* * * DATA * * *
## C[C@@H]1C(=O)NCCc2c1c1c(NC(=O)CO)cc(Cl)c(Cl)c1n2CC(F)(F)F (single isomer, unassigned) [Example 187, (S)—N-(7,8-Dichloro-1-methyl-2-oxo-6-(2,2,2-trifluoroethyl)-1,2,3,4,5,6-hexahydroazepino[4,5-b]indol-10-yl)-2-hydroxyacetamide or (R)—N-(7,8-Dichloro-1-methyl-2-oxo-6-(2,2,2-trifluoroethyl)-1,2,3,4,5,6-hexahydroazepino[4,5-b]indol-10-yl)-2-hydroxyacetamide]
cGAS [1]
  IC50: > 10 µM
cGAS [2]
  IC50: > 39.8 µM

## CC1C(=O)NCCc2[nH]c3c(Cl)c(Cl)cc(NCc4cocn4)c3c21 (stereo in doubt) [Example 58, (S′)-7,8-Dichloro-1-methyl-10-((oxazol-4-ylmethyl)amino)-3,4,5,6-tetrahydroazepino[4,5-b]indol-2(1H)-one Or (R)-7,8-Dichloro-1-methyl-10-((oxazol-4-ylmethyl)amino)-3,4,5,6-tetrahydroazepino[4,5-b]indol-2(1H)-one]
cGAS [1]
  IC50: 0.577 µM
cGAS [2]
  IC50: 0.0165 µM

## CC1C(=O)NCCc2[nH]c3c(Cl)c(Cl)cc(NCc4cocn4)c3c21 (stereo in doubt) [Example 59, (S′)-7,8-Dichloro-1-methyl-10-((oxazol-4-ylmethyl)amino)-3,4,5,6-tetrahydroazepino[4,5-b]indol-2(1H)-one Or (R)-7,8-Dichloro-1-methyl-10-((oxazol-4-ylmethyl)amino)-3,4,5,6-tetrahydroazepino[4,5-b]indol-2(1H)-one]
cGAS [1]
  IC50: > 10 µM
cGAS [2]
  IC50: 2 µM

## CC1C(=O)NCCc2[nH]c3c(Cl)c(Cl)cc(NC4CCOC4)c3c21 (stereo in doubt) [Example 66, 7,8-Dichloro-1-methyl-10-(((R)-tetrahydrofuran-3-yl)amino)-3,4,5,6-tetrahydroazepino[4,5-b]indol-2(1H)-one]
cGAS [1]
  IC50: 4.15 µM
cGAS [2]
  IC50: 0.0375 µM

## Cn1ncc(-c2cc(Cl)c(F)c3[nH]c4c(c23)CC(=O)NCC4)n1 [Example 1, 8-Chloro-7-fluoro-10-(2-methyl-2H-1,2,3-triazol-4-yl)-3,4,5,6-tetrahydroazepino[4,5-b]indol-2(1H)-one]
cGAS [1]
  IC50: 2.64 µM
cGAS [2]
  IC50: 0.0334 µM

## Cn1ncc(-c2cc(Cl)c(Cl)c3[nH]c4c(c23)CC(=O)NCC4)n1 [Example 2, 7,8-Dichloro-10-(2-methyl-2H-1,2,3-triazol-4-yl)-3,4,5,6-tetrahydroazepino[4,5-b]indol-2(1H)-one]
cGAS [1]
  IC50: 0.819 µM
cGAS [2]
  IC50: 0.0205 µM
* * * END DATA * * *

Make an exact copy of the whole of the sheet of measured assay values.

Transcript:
## C[C@@H]1C(=O)NCCc2c1c1c(NC(=O)CO)cc(Cl)c(Cl)c1n2CC(F)(F)F (single isomer, unassigned) [Example 187, (S)—N-(7,8-Dichloro-1-methyl-2-oxo-6-(2,2,2-trifluoroethyl)-1,2,3,4,5,6-hexahydroazepino[4,5-b]indol-10-yl)-2-hydroxyacetamide or (R)—N-(7,8-Dichloro-1-methyl-2-oxo-6-(2,2,2-trifluoroethyl)-1,2,3,4,5,6-hexahydroazepino[4,5-b]indol-10-yl)-2-hydroxyacetamide]
cGAS [1]
  IC50: > 10 µM
cGAS [2]
  IC50: > 39.8 µM

## CC1C(=O)NCCc2[nH]c3c(Cl)c(Cl)cc(NCc4cocn4)c3c21 (stereo in doubt) [Example 58, (S′)-7,8-Dichloro-1-methyl-10-((oxazol-4-ylmethyl)amino)-3,4,5,6-tetrahydroazepino[4,5-b]indol-2(1H)-one Or (R)-7,8-Dichloro-1-methyl-10-((oxazol-4-ylmethyl)amino)-3,4,5,6-tetrahydroazepino[4,5-b]indol-2(1H)-one]
cGAS [1]
  IC50: 0.577 µM
cGAS [2]
  IC50: 0.0165 µM

## CC1C(=O)NCCc2[nH]c3c(Cl)c(Cl)cc(NCc4cocn4)c3c21 (stereo in doubt) [Example 59, (S′)-7,8-Dichloro-1-methyl-10-((oxazol-4-ylmethyl)amino)-3,4,5,6-tetrahydroazepino[4,5-b]indol-2(1H)-one Or (R)-7,8-Dichloro-1-methyl-10-((oxazol-4-ylmethyl)amino)-3,4,5,6-tetrahydroazepino[4,5-b]indol-2(1H)-one]
cGAS [1]
  IC50: > 10 µM
cGAS [2]
  IC50: 2 µM

## CC1C(=O)NCCc2[nH]c3c(Cl)c(Cl)cc(NC4CCOC4)c3c21 (stereo in doubt) [Example 66, 7,8-Dichloro-1-methyl-10-(((R)-tetrahydrofuran-3-yl)amino)-3,4,5,6-tetrahydroazepino[4,5-b]indol-2(1H)-one]
cGAS [1]
  IC50: 4.15 µM
cGAS [2]
  IC50: 0.0375 µM

## Cn1ncc(-c2cc(Cl)c(F)c3[nH]c4c(c23)CC(=O)NCC4)n1 [Example 1, 8-Chloro-7-fluoro-10-(2-methyl-2H-1,2,3-triazol-4-yl)-3,4,5,6-tetrahydroazepino[4,5-b]indol-2(1H)-one]
cGAS [1]
  IC50: 2.64 µM
cGAS [2]
  IC50: 0.0334 µM

## Cn1ncc(-c2cc(Cl)c(Cl)c3[nH]c4c(c23)CC(=O)NCC4)n1 [Example 2, 7,8-Dichloro-10-(2-methyl-2H-1,2,3-triazol-4-yl)-3,4,5,6-tetrahydroazepino[4,5-b]indol-2(1H)-one]
cGAS [1]
  IC50: 0.819 µM
cGAS [2]
  IC50: 0.0205 µM